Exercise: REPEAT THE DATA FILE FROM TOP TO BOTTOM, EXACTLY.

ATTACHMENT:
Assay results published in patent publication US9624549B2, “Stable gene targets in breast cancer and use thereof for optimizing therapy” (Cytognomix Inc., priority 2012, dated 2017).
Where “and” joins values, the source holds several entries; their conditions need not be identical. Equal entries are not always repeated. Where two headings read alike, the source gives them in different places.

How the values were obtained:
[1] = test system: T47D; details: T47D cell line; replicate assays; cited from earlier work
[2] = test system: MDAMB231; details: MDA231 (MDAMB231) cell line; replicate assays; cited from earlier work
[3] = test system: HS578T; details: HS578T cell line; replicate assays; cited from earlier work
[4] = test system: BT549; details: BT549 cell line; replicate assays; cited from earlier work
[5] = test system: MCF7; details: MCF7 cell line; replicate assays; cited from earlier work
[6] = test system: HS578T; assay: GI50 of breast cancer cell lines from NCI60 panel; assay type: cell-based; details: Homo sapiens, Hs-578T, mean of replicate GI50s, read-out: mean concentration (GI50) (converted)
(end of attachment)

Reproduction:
Assay results published in patent publication US9624549B2, “Stable gene targets in breast cancer and use thereof for optimizing therapy” (Cytognomix Inc., priority 2012, dated 2017).
Where “and” joins values, the source holds several entries; their conditions need not be identical. Equal entries are not always repeated. Where two headings read alike, the source gives them in different places.

How the values were obtained:
[1] = test system: T47D; details: T47D cell line; replicate assays; cited from earlier work
[2] = test system: MDAMB231; details: MDA231 (MDAMB231) cell line; replicate assays; cited from earlier work
[3] = test system: HS578T; details: HS578T cell line; replicate assays; cited from earlier work
[4] = test system: BT549; details: BT549 cell line; replicate assays; cited from earlier work
[5] = test system: MCF7; details: MCF7 cell line; replicate assays; cited from earlier work
[6] = test system: HS578T; assay: GI50 of breast cancer cell lines from NCI60 panel; assay type: cell-based; details: Homo sapiens, Hs-578T, mean of replicate GI50s, read-out: mean concentration (GI50) (converted)